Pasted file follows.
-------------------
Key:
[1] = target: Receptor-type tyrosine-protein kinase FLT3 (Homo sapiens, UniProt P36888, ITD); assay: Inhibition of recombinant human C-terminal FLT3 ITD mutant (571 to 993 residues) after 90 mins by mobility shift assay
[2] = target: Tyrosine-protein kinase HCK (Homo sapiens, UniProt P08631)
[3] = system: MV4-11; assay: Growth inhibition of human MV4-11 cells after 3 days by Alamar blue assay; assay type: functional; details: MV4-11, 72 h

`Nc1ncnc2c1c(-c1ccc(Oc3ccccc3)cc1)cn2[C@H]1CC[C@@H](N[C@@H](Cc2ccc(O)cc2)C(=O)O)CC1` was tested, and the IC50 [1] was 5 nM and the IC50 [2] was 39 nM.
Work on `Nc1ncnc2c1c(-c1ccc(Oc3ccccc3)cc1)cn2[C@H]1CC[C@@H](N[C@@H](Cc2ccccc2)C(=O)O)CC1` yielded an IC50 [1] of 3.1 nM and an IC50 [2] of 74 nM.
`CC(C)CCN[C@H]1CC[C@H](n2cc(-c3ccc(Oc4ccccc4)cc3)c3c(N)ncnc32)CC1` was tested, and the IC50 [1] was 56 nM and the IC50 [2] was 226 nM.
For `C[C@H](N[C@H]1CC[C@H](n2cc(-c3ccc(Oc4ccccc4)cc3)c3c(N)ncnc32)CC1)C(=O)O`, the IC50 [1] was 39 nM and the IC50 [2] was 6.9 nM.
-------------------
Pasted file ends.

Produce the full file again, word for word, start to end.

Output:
Key:
[1] = target: Receptor-type tyrosine-protein kinase FLT3 (Homo sapiens, UniProt P36888, ITD); assay: Inhibition of recombinant human C-terminal FLT3 ITD mutant (571 to 993 residues) after 90 mins by mobility shift assay
[2] = target: Tyrosine-protein kinase HCK (Homo sapiens, UniProt P08631)
[3] = system: MV4-11; assay: Growth inhibition of human MV4-11 cells after 3 days by Alamar blue assay; assay type: functional; details: MV4-11, 72 h

`Nc1ncnc2c1c(-c1ccc(Oc3ccccc3)cc1)cn2[C@H]1CC[C@@H](N[C@@H](Cc2ccc(O)cc2)C(=O)O)CC1` was tested, and the IC50 [1] was 5 nM and the IC50 [2] was 39 nM.
Work on `Nc1ncnc2c1c(-c1ccc(Oc3ccccc3)cc1)cn2[C@H]1CC[C@@H](N[C@@H](Cc2ccccc2)C(=O)O)CC1` yielded an IC50 [1] of 3.1 nM and an IC50 [2] of 74 nM.
`CC(C)CCN[C@H]1CC[C@H](n2cc(-c3ccc(Oc4ccccc4)cc3)c3c(N)ncnc32)CC1` was tested, and the IC50 [1] was 56 nM and the IC50 [2] was 226 nM.
For `C[C@H](N[C@H]1CC[C@H](n2cc(-c3ccc(Oc4ccccc4)cc3)c3c(N)ncnc32)CC1)C(=O)O`, the IC50 [1] was 39 nM and the IC50 [2] was 6.9 nM.